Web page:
Book Review | Fists

Rose Lapira finds shades of Hemingway and Salinger in this Italian collection of short stories by Pietro Grossi.

Are we seeing an increase of interest in the short story? Possibly, though I don't believe short stories ever went away. Witness the amount being published every year; quite a few winning prestigious awards.

Pietro Grossi, born in Florence in 1978, made his debut on the Italian literary scene in 2000 with Touche, and followed this up with the award-winning Pugni (made up of three short stories) - translated as 'Fists' by Howard Curtis.

The author received various awards for this book, among them the Premio Chiara and the Premio Fiesole.

The English edition was short-listed for the British Independent Foreign Fiction Prize and received the Campiello Europa Prize.

Three stories are presented in this slim volume. The trio is thematically linked: they are coming-of age stories involving young men trying to learn about the realities of life. The title of the collection is apt, as it symbolises the 'punching' the lead characters have to administer in order to find their way through life.

The title is particularly appropriate for the first story, Boxing. An adolescent, a nerd, are joined by a 'mammone' (as the Italians would call him), who goes about doing what his mother expects of him, all the while secretly learning how to box. Eventually, this comes out in the open when he challenges a tough boxer called the Goat, a deaf-mute. The fight becomes an obsession for him, as he grows convinced that the event will change his outlook on life.

The author - tongue firmly in cheek - calls the young boxer Ballerina, who in his determination to fight against a formidable opponent breaks free of his youthful dreams to face reality and grow up.

About his opponent, he says 'I realized suddenly that we were the same breed: both outcasts, both uncool, two boys who were fighting for their lives, for that dirty square fragment of reality where things happened the way they were supposed to and everything fell into place'. And he understands that's what growing up means: 'realising how things really are'.

The second story, Horses, is about two young brothers who are given two horses by their father, which will lead them to different paths.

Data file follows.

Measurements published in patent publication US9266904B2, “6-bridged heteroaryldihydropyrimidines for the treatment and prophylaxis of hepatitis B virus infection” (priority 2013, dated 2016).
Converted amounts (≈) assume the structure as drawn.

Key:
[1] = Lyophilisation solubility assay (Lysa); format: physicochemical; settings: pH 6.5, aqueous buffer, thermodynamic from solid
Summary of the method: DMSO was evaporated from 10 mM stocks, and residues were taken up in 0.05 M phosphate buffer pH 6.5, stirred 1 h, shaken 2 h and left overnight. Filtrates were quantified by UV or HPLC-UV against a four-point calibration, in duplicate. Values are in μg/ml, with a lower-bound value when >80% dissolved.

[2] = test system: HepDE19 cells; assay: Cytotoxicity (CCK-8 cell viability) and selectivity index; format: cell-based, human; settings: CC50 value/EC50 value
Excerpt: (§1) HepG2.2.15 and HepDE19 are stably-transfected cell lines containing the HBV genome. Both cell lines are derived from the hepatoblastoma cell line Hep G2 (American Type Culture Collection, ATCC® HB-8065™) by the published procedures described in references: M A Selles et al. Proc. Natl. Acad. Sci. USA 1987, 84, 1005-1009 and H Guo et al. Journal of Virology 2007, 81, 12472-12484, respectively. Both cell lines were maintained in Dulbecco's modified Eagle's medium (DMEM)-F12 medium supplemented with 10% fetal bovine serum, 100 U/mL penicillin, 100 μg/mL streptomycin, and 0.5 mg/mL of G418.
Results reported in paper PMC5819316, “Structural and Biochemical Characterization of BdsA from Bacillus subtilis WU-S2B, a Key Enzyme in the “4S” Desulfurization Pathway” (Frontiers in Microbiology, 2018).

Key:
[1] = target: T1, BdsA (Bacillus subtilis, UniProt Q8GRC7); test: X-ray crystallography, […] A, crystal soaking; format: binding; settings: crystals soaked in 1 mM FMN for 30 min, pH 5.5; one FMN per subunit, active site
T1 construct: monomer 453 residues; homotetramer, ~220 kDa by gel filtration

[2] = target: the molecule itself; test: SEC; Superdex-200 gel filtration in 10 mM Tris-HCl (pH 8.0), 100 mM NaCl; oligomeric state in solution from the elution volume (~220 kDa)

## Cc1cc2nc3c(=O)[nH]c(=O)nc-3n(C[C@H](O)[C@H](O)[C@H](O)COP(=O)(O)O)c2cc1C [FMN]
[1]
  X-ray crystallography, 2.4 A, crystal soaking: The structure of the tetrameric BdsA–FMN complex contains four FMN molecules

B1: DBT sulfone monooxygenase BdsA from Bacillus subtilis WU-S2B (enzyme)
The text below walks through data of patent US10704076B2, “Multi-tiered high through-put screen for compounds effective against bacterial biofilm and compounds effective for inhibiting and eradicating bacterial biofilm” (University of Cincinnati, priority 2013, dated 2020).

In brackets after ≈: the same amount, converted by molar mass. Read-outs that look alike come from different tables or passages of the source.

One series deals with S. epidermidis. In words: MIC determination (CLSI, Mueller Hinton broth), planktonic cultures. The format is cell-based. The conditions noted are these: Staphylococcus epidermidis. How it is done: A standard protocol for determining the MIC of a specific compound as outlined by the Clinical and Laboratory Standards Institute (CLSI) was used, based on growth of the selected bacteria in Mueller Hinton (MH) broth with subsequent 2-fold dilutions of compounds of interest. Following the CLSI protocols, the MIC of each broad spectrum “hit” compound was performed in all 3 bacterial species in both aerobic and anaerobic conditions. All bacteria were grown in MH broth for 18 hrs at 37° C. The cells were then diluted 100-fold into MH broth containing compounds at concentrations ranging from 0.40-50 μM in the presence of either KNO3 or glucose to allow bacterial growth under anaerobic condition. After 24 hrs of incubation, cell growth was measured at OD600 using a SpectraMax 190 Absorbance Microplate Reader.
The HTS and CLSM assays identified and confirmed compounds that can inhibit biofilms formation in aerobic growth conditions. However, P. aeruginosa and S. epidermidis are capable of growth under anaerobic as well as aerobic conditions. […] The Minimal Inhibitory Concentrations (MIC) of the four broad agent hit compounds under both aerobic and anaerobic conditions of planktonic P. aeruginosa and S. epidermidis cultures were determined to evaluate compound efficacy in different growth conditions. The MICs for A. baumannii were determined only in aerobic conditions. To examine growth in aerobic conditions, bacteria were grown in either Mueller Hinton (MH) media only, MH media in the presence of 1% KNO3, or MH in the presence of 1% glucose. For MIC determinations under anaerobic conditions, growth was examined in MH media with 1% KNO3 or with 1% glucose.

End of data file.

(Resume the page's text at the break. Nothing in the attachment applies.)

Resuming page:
'It was immediately clear that the horses would take the brothers to different places... we all make our world in our own way... to get wherever we are meant to be. Some of us use a knife to kill, others to peel an apple.'

The brothers, though different to each other, are also very close.

Yet, one chooses to stay in the broad open spaces of the country - learning about horses and the rural life - while the other goes away and gets involved with the ups and downs of the city. The story shows the passage for both from carefree boyhood to the realities of manhood, where quick, tough decisions have to be taken.

The third story, The Monkey, is rather odd.

A young man receives a call for help from the sister of a childhood friend, because her brother has started to behave in a strange way.

He thinks he is a monkey. Nico finds him bent double, crouching on the floor, grunting and slapping his head and playing with pistachio shells. On the way, Nico finds time to visit his parents' home and for the first time he questions whether he really understands his parents.

The Monkey is about identity and the banality of modern life, about dreams which, even when achieved, do not mean much. Life is 'a battle between dream and reality, between the world as it was and the way we would like it to be'.

The stories in Fists are about the rites of passage of young males, breaking free from the dreams of youth to face reality.

They are about learning what it is to be a man.  Describing a masculine world where women play secondary parts, they are essentially tales about male bonding.

Grossi, while acknowledging that great Italian authors like Pirandello and others influenced his writing, admits that he is indebted also to American authors, particularly to Hemingway and J.D. Salinger.

One can see the same pre-occupation as Salinger's that describes the difficult transition from adolescence to adulthood, and the crispness and brevity of Hemingway.

But what stands out most is Grossi's style of writing: spare, controlled and thoughtful, and the depth beyond the apparent simplicity. They are also beautifully translated. Grossi deservedly merits the acclaim he received for this small but memorable collection of stories.

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